An engaged scholar and award-winning teacher, Julian Davis Mortenson specializes in constitutional and international law.
His current book project—under contract with Harvard University Press—develops a comprehensive account of presidential power at the American founding. He is also co-authoring a new constitutional law casebook for Foundation Press. He has held visiting appointments on the faculties of Cambridge University, KU Leuven, and the University of Tokyo.
Professor Mortenson is an active litigator. Representative constitutional matters include his service as lead counsel in a pre-Obergefell suit that required Michigan to recognize the marriages of more than 300 same-sex couples; his work as lead appellate counsel for the Arab-American Civil Rights League's challenge to the Muslim ban; his work advising gun control groups on both litigation and legislative reform; his representation of discharged military service members challenging the "Don't Ask, Don't Tell" law prior to its congressional repeal; and his work as one of the principal drafters of the merits briefs in the landmark case Boumediene v. Bush, which secured the right of Guantanamo detainees to challenge their incarceration. He also litigates complex transnational matters in the U.S. courts, including actions involving the enforcement of foreign law and foreign judgments. He has served as arbitrator, counsel, and expert witness in commercial and investor-state disputes under the ICSID, ICC, UNCITRAL, and VIAC rules.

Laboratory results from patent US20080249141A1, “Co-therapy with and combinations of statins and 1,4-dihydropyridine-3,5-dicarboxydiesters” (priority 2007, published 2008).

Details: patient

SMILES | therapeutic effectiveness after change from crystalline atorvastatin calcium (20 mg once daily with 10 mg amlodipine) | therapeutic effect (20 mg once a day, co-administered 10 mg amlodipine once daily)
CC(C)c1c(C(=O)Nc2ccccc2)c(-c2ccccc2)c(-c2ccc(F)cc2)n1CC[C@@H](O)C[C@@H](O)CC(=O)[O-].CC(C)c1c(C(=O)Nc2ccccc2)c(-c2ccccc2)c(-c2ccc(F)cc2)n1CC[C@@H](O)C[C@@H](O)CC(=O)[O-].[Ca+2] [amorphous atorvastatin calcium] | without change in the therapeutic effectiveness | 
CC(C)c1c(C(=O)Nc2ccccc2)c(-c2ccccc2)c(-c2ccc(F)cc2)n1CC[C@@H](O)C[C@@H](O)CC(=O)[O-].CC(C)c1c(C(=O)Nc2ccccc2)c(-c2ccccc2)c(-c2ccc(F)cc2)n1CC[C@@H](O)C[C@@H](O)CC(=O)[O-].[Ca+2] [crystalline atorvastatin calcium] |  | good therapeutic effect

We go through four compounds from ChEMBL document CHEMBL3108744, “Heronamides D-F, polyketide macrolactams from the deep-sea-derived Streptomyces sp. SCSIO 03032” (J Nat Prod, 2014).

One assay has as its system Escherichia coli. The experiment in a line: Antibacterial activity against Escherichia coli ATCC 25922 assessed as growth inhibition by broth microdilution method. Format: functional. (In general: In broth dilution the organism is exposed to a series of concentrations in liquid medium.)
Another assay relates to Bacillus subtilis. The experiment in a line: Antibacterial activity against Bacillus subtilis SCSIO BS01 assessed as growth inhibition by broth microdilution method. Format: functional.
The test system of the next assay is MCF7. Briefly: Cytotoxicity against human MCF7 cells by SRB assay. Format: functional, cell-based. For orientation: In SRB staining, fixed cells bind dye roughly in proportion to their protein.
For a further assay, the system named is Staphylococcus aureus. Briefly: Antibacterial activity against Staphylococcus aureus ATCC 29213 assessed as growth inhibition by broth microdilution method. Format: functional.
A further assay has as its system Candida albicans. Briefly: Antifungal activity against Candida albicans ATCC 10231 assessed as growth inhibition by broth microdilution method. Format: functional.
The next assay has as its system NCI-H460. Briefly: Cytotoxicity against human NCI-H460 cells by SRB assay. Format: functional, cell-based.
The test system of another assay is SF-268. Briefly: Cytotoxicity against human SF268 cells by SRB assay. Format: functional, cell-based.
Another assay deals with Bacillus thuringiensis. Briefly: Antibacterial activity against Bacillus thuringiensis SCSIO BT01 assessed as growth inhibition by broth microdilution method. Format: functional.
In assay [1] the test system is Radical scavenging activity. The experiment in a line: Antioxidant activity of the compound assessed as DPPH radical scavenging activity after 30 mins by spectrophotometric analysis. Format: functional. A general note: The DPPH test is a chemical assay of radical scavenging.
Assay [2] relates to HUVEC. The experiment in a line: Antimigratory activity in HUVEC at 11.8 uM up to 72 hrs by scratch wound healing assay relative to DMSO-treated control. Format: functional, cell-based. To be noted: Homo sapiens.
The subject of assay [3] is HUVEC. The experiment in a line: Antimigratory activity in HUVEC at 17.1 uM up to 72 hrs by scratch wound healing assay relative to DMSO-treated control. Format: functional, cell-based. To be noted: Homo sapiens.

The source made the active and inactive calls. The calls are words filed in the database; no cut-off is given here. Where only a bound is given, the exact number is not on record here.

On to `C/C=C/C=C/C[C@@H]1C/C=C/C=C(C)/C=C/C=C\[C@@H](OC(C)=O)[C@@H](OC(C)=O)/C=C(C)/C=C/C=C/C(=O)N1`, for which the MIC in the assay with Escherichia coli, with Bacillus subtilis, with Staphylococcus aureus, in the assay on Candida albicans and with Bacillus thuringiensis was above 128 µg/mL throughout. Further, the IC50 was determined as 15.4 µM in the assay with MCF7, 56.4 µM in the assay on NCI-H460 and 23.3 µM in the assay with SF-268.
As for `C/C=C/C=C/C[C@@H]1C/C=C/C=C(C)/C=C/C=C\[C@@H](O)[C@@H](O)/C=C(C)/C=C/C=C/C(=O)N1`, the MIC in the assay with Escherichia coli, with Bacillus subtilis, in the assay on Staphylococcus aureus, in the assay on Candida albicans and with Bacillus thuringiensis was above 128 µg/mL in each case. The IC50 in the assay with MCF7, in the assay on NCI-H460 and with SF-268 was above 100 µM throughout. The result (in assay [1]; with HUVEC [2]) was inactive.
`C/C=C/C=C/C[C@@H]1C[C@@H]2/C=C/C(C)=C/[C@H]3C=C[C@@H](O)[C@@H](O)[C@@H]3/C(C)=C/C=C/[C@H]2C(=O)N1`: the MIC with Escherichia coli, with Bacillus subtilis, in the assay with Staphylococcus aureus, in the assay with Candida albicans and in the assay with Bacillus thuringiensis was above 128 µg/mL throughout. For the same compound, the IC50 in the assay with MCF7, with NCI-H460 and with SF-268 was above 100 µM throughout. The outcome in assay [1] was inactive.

Before joining the faculty, Prof. Mortenson worked at the law firm WilmerHale, in the President's Office of the International Criminal Tribunal for the former Yugoslavia. Prior to law school, he was a management consultant with a client portfolio spanning the finance, manufacturing, oil and gas, and information technology industries.